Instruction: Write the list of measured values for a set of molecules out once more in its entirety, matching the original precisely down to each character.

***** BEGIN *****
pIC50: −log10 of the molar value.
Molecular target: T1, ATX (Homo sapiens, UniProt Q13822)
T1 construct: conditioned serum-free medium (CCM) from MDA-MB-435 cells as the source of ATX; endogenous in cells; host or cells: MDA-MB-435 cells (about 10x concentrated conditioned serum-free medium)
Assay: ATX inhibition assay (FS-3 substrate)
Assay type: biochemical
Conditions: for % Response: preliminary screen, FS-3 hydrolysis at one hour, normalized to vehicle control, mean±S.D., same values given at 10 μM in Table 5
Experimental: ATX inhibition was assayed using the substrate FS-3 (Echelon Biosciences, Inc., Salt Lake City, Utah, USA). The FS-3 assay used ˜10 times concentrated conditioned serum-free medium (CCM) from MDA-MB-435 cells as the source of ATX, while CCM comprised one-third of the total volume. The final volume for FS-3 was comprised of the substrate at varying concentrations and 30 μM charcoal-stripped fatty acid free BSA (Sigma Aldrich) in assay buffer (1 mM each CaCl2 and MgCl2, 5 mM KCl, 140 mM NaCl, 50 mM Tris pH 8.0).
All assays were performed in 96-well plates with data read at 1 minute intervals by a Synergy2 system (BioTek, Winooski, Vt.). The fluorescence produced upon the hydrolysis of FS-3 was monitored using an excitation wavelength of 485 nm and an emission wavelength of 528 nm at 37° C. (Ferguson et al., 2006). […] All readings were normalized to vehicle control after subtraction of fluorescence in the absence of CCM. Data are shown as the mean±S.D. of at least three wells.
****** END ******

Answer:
pIC50: −log10 of the molar value.
Molecular target: T1, ATX (Homo sapiens, UniProt Q13822)
T1 construct: conditioned serum-free medium (CCM) from MDA-MB-435 cells as the source of ATX; endogenous in cells; host or cells: MDA-MB-435 cells (about 10x concentrated conditioned serum-free medium)
Assay: ATX inhibition assay (FS-3 substrate)
Assay type: biochemical
Conditions: for % Response: preliminary screen, FS-3 hydrolysis at one hour, normalized to vehicle control, mean±S.D., same values given at 10 μM in Table 5
Experimental: ATX inhibition was assayed using the substrate FS-3 (Echelon Biosciences, Inc., Salt Lake City, Utah, USA). The FS-3 assay used ˜10 times concentrated conditioned serum-free medium (CCM) from MDA-MB-435 cells as the source of ATX, while CCM comprised one-third of the total volume. The final volume for FS-3 was comprised of the substrate at varying concentrations and 30 μM charcoal-stripped fatty acid free BSA (Sigma Aldrich) in assay buffer (1 mM each CaCl2 and MgCl2, 5 mM KCl, 140 mM NaCl, 50 mM Tris pH 8.0).
All assays were performed in 96-well plates with data read at 1 minute intervals by a Synergy2 system (BioTek, Winooski, Vt.). The fluorescence produced upon the hydrolysis of FS-3 was monitored using an excitation wavelength of 485 nm and an emission wavelength of 528 nm at 37° C. (Ferguson et al., 2006). […] All readings were normalized to vehicle control after subtraction of fluorescence in the absence of CCM. Data are shown as the mean±S.D. of at least three wells.